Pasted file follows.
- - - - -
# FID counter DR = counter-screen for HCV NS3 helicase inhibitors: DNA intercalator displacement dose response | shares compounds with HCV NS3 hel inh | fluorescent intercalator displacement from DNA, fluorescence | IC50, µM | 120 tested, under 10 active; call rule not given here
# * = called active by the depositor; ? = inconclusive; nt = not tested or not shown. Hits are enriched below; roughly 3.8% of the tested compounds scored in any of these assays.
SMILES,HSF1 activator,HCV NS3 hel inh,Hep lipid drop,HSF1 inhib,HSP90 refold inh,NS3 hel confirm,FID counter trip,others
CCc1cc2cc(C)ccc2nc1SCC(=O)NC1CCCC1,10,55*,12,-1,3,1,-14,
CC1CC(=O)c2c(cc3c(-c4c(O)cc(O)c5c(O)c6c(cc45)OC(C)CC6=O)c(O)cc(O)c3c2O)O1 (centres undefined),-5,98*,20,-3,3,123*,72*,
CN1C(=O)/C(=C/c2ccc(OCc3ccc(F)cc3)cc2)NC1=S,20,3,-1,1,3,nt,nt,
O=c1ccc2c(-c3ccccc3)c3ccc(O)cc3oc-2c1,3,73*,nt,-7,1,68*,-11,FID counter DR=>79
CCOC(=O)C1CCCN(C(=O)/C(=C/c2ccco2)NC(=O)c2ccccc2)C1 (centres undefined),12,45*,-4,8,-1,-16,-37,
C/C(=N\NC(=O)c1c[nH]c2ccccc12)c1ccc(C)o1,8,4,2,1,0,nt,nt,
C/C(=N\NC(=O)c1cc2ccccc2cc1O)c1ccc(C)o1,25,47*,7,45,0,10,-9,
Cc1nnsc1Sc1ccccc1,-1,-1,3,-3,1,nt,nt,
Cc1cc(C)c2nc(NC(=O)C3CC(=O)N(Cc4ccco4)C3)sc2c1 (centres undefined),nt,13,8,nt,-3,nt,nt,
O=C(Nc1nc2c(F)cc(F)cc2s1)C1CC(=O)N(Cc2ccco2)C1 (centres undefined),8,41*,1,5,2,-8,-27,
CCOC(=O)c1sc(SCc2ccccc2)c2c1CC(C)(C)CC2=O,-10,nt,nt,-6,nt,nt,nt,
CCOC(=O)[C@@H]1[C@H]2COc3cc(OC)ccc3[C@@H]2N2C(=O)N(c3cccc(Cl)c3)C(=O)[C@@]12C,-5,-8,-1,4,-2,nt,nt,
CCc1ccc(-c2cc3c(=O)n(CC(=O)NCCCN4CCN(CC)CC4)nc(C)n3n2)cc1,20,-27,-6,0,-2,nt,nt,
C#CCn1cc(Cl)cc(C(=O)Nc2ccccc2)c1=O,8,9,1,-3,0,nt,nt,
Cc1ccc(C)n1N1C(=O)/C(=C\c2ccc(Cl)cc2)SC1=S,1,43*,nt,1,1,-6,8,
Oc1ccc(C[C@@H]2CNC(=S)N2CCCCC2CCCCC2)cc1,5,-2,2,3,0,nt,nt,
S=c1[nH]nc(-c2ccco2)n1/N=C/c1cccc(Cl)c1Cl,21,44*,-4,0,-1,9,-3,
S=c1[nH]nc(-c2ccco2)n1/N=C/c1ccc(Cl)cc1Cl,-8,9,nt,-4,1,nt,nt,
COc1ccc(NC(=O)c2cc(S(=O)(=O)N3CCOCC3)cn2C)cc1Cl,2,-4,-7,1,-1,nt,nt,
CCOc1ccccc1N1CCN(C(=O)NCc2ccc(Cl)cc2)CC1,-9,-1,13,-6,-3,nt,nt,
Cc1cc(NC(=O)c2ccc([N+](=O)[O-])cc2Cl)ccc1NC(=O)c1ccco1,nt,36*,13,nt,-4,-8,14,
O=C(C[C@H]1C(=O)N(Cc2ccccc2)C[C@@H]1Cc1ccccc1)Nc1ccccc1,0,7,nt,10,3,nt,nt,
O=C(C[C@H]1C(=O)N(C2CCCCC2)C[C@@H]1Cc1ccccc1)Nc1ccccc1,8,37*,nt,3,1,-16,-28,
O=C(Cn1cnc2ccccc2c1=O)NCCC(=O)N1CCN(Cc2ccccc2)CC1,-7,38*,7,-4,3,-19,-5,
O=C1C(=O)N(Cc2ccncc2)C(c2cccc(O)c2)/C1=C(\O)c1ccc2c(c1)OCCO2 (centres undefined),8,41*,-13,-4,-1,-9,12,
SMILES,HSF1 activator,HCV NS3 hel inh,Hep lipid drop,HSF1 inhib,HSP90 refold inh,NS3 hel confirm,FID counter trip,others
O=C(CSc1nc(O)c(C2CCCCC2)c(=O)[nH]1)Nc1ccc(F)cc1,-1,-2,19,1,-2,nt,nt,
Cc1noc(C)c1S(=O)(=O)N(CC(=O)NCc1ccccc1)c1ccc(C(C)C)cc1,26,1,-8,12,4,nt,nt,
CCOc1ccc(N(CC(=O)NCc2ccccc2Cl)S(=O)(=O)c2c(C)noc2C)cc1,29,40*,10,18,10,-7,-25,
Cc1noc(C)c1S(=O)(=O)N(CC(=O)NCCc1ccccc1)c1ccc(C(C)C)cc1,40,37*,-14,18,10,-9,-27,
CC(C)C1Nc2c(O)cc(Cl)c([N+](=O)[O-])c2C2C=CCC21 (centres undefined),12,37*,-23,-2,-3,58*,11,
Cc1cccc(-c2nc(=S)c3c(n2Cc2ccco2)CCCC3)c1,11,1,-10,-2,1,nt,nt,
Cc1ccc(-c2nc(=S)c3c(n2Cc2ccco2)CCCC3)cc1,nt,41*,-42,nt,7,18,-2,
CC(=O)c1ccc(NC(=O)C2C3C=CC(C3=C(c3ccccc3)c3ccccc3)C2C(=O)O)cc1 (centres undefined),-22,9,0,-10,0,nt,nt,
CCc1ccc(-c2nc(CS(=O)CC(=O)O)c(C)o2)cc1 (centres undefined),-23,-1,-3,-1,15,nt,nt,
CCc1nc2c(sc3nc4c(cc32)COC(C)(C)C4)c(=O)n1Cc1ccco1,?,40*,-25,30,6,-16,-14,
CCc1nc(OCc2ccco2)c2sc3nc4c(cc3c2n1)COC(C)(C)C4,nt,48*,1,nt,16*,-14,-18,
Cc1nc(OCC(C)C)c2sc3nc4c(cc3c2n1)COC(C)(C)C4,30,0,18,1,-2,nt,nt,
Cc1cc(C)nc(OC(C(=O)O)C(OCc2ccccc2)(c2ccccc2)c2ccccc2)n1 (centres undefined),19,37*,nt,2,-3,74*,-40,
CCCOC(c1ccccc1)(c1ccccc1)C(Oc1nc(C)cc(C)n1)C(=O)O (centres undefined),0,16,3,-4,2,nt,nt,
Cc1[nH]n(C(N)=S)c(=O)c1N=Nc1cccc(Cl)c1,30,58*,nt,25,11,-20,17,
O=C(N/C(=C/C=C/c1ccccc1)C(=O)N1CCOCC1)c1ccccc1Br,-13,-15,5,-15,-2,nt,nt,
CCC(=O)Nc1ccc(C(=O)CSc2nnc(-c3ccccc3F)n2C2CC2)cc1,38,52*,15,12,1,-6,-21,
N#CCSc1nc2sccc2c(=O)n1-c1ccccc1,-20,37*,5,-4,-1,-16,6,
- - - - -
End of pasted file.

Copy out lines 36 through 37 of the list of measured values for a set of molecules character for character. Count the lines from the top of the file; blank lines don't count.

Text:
Cc1ccc(-c2nc(=S)c3c(n2Cc2ccco2)CCCC3)cc1,nt,41*,-42,nt,7,18,-2,
CC(=O)c1ccc(NC(=O)C2C3C=CC(C3=C(c3ccccc3)c3ccccc3)C2C(=O)O)cc1 (centres undefined),-22,9,0,-10,0,nt,nt,